Con Chapman is a Boston-area writer. His poetry has been anthologized in The Poetry Ark and Bliss, and has appeared in The Christian Science Monitor, Light, Spitball and Literary Dilettantes. He is the author of a collection of light verse, The Girl With the Cullender on Her Head and Other Wayward Women. He was the winner of the 2011 “Parody of Epic Proportions” contest, and a finalist in the 2009 Somerville Press Poetry Competition. He is currently working on a biography of Johnny Hodges, Duke Ellington’s alto sax player, for Oxford University Press.
A Prose Poem
By Con Chapman
They were a couple who looked much like any other.
He was shaped liked most middle-aged men, an egg
stood up on end; she was thinner, maybe she ate less
than him, trying to keep her figure. To look at them,
you’d have thought there were normal, which in most
ways they were, the exception being, they were mutes.
She was deaf, but he was not; they could both sign.
They worked at the county shelter for the disabled
and retarded; filling packages, making small objects
that were easy to put together. Other people at the
shelter had parents, or relatives, but they didn’t.
They’d come from someplace else, nobody knew.
They were trying to live a normal life, or as normal
as they could without the power of speech.
They didn’t want any handouts; they wanted to
earn their keep if they could. He had learned how
to play the accordion at some point in his life, and
so he had a business card printed up that said
“Liven up your next party or dinner with the sweet
sounds of an accordion!” He wouldn’t perform on
the street, like a common beggar, unless there was
something special going on, like Midnight Madness
on Main Street, or a traveling carnival was in town.
When that happened, he’d play as if part of the event,
discreetly taking a place on the edge of the scene,
smiling at the crowds who passed by. She’d take
a shoebox around with a home-made paper cover that
said “If you enjoy the music, please help us out and
make a contribution. We take no charity, but ask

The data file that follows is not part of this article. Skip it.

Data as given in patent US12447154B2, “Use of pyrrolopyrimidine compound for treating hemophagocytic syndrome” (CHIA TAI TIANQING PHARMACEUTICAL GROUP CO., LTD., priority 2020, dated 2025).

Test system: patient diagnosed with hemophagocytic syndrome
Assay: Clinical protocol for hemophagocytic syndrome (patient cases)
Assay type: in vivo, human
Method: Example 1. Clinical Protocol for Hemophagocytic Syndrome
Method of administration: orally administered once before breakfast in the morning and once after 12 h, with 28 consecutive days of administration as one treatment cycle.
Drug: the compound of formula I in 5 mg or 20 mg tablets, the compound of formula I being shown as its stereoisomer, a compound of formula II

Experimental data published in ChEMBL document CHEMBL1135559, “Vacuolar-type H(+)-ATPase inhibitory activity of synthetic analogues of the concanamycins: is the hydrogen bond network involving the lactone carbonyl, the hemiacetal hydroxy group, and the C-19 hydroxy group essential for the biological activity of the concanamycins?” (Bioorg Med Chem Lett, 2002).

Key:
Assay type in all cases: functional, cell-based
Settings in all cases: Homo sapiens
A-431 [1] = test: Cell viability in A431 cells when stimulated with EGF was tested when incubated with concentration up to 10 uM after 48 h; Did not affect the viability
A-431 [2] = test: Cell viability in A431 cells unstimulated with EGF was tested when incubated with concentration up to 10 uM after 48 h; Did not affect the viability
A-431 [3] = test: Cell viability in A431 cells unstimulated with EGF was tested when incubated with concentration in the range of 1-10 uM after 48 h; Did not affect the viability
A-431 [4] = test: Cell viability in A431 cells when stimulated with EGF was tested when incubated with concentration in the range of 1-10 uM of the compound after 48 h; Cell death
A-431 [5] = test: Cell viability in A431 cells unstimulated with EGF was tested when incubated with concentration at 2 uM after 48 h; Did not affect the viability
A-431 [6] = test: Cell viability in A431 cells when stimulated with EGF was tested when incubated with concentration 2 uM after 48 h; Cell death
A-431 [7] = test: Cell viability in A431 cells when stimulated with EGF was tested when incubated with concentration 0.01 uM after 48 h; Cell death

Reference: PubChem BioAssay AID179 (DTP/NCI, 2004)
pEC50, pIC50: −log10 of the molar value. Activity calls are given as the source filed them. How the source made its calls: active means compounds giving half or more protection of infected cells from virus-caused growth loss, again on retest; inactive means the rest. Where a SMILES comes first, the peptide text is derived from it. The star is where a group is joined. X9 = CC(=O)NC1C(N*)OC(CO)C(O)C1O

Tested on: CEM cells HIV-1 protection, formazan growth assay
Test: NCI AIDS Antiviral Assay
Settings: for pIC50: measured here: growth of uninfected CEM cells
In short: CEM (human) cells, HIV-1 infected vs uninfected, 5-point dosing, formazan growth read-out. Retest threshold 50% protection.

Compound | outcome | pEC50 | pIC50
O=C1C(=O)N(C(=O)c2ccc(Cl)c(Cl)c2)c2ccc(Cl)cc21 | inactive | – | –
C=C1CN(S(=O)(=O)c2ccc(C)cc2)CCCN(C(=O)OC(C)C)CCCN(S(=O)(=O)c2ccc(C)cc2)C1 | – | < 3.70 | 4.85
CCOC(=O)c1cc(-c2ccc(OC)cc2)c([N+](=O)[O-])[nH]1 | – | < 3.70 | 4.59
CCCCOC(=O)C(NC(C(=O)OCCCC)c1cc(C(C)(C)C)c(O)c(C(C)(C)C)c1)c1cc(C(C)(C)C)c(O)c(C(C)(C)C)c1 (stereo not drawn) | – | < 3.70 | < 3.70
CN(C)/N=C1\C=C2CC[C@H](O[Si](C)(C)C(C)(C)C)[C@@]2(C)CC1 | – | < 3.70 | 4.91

that you give so that we can live. Thank you.”
One night he had been hired to play at a fish fry out
at the Community Center, the one on a pond south
of town. The man in charge of getting him to the
event picked up the couple at their home, and brought
them to his house first, so his children could meet
them. He thought it would be a good lesson for them.
“Kids,” he said when he got home, “come on down
for a second.” His son and daughter had taken their
baths and were already in their pajamas. “This here
is the couple I was telling you about at dinner last night.
They’re deaf and dumb, but they still work and earn
a living, and he practices his accordion every day.”
The children looked at the couple, who smiled down
at them. “It just goes to show,” their father continued,
“That you shouldn’t let anything hold you back, not a
speech impediment or a handicap or nothing. And if
you practice your instruments every day, you’ll get
good enough so that people will pay to hear you play.”
The man and his wife nodded at the children and smiled.
“Now say goodnight,” their mother said, and gave instructions
to the baby sitter who had come to watch the kids.
The children said “Goodnight,” and the mute woman bent down
to give them a hug. The children hung back at their mother’s
legs, but she gave them a nudge, and they hugged the woman.
When the couple had gone, the baby sitter took the children
upstairs for a story and then to tuck them in. “What did
daddy mean when he said those people were deaf and dumb?”
the boy asked. “That means they can’t talk and they can’t hear,”
the baby sitter said. “So it doesn’t mean they’re stupid?” the
girl asked. “No, ‘dumb’ also means you can’t make a sound.”
“How did they get that way?” the boy asked. “Some people
are born that way, and some people do things to themselves
that keep them from talking,” the baby sitter said.
“Like what?” the girl asked. “Oh, I don’t know,” the sitter
said. “Like opening up a soda bottle with your teeth,
or if you were in a car accident and got hit in the mouth.”
The boy and the girl went to bed and talked about what it
would be like to have parents who didn’t talk, keeping their
voices down. “We’d never get yelled at,” the girl said.
“They’d have to come get us instead of calling us to come
home from the park,” the boy said. “And they couldn’t
tell us to do our homework,” he added. “It would be fun.”
Out at the Community Center, the woman carried the shoebox
around under the Japanese lanterns while her husband played.
She thought about the house she’d been in, which was big
enough to be a boarding house—and those sweet children.
She smiled at the people, who were smoking cigarettes and
having drinks on a patio overlooking a pond; laughing, happy.
She thought back to the tiny apartment on the second floor
of the house they’d go back to later that night; one bedroom,
one bathroom, a kitchenette and a little living room with a
coffee table, a portable TV, a book case and a curio shelf.
An urge welled up inside her, twisting her air pipe like a dish
towel being wrung out, and she gave out a little moan, a cry.